This review is part of an eleven-car comparison of compact sedans. The Impreza is ranked in seventh place of eleven.
Inside and out, the 2014 Subaru Impreza looks at least five years older than it is. Simple and plain, it doesn't follow the class norm of adding style and technology – the boxy exterior lends itself to good visibility rather than dramatic looks, and Subaru doesn't give you the bright feature-laden infotainment screen you'll find in most of today's competitors.
Set aside the aesthetics, though, and the Impreza is a pretty appealing car. It's comfortable, it rides and handles well, it has a spacious interior, its crash-test scores are impressive, and it's the only small car with standard all-wheel-drive. If you don't need the interior tech, it's a solid honest vehicle that many buyers will likely find refreshing in a class of flashy feature-laden models.
What holds it back a bit, though, is the price. At an estimated $19,750 out the door without some of the features of the other cars in this comparison, Subaru is charging a premium over most competitors for a car that's anything but fancy. Give it a long look if you favor sensible over stylish and don't have much interest in spiffy tech features, but there are other sensible cars that are less expensive and more fuel-efficient.
The Impreza was last redesigned for the 2012 model year, but even then it was a generation behind most competitors for its styling, especially the dashboard. It's nicely finished, to be clear, and the cloth seats on the midlevel 2.0i Premium model are richly upholstered. The dour dash has a nice rubbery finish and trim fits together properly.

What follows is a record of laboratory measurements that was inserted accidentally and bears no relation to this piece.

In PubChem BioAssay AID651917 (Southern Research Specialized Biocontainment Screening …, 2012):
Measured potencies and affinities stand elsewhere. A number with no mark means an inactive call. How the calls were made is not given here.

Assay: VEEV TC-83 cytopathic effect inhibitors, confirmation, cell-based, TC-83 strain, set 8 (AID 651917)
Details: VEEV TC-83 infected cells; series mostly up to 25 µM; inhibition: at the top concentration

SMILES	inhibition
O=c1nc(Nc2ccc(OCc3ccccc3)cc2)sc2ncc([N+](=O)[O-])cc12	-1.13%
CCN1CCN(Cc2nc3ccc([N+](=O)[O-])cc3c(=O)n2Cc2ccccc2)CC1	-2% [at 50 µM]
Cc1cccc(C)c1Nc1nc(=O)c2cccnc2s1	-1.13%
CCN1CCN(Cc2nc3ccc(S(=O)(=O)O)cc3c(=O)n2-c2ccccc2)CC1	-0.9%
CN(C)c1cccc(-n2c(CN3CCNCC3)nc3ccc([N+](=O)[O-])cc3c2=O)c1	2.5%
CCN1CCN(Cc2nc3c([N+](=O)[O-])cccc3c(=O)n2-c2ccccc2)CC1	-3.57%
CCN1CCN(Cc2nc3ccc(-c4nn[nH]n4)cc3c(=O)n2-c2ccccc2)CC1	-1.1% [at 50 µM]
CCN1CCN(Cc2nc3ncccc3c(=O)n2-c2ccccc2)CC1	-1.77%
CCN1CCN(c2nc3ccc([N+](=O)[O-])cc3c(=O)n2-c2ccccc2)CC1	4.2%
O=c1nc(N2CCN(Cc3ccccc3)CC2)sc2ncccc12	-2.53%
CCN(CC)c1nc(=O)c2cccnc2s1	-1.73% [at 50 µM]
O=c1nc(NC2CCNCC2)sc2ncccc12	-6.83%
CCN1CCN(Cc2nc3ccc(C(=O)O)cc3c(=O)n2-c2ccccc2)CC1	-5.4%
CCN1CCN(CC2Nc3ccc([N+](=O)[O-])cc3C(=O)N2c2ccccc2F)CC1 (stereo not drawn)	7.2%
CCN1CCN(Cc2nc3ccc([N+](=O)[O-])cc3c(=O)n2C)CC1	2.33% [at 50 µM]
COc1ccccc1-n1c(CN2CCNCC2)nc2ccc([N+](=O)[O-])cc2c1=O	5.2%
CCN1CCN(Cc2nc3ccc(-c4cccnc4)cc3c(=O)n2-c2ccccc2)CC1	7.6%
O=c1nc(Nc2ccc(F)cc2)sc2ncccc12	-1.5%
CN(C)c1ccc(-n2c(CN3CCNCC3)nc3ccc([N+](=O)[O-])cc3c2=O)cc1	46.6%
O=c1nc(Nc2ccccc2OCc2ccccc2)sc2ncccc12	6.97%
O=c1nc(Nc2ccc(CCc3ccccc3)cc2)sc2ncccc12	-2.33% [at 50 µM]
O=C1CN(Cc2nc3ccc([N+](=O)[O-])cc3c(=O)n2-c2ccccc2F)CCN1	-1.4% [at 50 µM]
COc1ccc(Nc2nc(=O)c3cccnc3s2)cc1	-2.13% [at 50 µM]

But where various other small cars have high-resolution dashboard displays with touchscreen interfaces that help adjust audio settings and sometimes more, the Impreza makes do with small black-on-gray words, and in two places even the simplest seven-segment numbers like you'd find on a $2 calculator.
You can get more advanced settings and displays if you spring for the $2,300 package that includes an in-dash navigation system and rearview camera, which comes bundled with extras like a moonroof, heated seats, and bigger wheels. But even this expensive Impreza's screen is neither as advanced nor as user-friendly as the best competitors'.
Ergonomics are very user-friendly, though, with simple buttons and knobs. The climate knobs move stiffly, feeling a little cheap, but everything is simple to operate distraction-free. There's something to be said for the car's simplicity, though it's worth noting that a well-designed infotainment system adds options without compromising functionality.
But dated appearance aside, the Impreza has a comfortable and very pleasant interior. The front seats are well-shaped, comfortable, and supportive; the rear has a comfortable cushion and good legroom for two adults. Narrow roof pillars and decently large windows make for a good view out. And a couple of unexpected nice touches pop up in the most unexpected places, standing out in the multitude of back-to-back test drives: the handbrake's boot is lavishly stitched (many competitors don't even have one, sticking with bare plastic) and the turn signal stalk clicks into place without the slightest hint of chintziness.
One versatility caveat: The Impreza has the smallest trunk in this comparison at just 12 cubic feet. It's usefully shaped for its size, but that's a disappointment for a car that otherwise could offer enough room to be a substitute for a larger car. A more versatile five-door hatchback is also available.